Thursday, November 03, 2011, 4:30AM - 5:30AM
Full title of talk: "Muddy Waters and the Arctic Blues: Reconstructing climate and glaciers from Icelandic lake sediments."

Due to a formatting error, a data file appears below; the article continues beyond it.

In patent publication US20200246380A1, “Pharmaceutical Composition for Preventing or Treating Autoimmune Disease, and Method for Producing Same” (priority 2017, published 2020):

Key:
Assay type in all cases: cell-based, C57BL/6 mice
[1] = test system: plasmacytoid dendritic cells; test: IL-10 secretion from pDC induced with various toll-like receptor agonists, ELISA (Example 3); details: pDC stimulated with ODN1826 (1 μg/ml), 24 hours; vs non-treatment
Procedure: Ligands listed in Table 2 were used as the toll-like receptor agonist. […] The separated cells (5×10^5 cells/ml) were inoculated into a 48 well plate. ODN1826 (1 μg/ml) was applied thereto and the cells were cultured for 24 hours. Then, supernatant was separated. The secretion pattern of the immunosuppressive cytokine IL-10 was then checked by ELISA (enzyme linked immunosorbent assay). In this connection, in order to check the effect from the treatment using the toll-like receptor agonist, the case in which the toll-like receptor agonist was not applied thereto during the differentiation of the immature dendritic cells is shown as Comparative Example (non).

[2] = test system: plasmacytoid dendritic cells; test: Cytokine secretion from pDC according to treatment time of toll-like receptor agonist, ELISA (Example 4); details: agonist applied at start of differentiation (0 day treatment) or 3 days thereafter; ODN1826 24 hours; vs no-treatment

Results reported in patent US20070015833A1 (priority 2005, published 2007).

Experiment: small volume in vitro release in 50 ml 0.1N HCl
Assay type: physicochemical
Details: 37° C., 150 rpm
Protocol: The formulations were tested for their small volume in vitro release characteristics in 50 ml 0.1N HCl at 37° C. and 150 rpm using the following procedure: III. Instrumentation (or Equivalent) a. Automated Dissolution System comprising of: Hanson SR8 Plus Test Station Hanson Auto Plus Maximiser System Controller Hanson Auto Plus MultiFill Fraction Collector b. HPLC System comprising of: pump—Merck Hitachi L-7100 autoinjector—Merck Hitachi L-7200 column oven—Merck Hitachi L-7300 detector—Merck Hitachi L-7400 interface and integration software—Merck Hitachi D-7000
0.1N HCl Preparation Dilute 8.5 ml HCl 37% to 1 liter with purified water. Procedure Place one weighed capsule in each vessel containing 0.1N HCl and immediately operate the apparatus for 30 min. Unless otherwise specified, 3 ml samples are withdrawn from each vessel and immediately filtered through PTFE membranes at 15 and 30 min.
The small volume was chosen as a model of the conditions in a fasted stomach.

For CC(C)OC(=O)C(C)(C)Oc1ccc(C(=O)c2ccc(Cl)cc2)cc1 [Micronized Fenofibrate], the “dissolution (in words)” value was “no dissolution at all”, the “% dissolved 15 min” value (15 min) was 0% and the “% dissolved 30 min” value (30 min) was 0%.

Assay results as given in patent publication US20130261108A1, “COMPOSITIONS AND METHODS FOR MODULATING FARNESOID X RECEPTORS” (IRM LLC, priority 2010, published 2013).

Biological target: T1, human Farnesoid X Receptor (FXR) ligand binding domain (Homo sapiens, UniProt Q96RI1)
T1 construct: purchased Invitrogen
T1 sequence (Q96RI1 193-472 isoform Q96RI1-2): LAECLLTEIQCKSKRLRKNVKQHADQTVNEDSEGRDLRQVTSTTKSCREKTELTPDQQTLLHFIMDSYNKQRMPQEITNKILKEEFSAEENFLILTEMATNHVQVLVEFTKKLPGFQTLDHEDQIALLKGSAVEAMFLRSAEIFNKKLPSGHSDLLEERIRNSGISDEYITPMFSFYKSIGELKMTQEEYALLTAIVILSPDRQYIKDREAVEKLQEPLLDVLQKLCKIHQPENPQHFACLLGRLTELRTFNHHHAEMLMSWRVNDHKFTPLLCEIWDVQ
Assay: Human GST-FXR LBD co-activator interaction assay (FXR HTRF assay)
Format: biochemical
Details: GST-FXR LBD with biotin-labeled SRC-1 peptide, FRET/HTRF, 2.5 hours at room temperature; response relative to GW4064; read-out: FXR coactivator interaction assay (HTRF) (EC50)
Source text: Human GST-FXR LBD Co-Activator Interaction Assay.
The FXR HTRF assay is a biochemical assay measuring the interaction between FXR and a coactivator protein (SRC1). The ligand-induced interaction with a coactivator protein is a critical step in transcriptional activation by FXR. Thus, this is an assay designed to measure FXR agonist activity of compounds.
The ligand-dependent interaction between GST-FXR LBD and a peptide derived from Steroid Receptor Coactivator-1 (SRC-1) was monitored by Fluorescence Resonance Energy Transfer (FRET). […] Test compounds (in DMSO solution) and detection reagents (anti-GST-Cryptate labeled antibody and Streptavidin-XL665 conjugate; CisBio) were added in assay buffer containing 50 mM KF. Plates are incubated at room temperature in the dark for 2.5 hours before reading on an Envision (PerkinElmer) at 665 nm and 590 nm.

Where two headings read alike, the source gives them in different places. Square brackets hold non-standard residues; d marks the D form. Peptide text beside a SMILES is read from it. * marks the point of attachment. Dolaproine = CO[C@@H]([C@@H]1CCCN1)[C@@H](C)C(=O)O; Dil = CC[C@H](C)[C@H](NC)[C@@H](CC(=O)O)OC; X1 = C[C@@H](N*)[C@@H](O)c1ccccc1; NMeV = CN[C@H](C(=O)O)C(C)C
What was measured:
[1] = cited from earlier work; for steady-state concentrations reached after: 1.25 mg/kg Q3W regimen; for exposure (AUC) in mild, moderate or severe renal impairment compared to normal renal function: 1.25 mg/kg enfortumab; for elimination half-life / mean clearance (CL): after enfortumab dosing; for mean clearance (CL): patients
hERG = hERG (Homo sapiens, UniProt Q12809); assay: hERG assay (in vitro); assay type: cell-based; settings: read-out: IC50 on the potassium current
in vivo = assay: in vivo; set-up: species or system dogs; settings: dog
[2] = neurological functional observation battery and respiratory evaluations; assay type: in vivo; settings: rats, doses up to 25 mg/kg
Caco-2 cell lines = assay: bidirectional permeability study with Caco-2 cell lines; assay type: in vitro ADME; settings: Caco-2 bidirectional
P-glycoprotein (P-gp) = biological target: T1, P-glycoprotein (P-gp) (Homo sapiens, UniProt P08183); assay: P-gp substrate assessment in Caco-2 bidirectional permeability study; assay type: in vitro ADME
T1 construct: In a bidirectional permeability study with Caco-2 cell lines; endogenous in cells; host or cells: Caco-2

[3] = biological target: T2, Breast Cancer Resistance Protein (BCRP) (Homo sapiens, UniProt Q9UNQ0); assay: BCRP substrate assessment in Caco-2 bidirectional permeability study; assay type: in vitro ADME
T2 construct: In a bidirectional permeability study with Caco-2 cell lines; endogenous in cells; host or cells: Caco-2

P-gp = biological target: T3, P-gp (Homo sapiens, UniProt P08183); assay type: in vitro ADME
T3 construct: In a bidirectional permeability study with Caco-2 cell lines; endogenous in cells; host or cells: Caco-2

Iceland is totally extreme. Shaped by volcanism and molded by glacier ice, the island is an active geological wonderland that uniquely marries tectonic and geomorphologic processes in an arena the size of Colorado (~103,000 km2). Positioned in a region of strong thermal gradients, Iceland is the largest landmass in the central North Atlantic and is well situated to monitor Holocene climate variability and associated changes in ocean and atmospheric circulation. Terrestrial climate there has been reconstructed from a variety of geologic sources but remains coarsely resolved and/or incomplete. In particular, information on past glacier activity is fragmentary and primarily relies on dated moraine complexes, which are inherently limited and temporally discontinuous. Temperate glaciers presently cover ~10% of the island and are sensitive to climate variability, yet little is known about their evolution through the Holocene. This talk will focus on recent work aimed at unraveling the Holocene climate and glacier evolution of the central Iceland highlands. Laminated sediments from the proglacial lake Hvítárvatn provide a continuous record of environmental change and the development of the adjacent Langjökull ice cap for the past ~10.2 ka. Multiple glacier and environmental proxies are placed in a secure geochronology with annual to multi-decadal resolution, and reveal a dynamic Holocene terrestrial climate, characterized by non-linear behavior and high magnitude changes. Emphasis will be placed on the behavior of Langjökull outlet glaciers during the Little Ice Age, when most Icelandic glaciers attained their maximum Holocene extent. Photographs of the central highlands, taken over multiple field seasons, will be included to keep things interesting for all.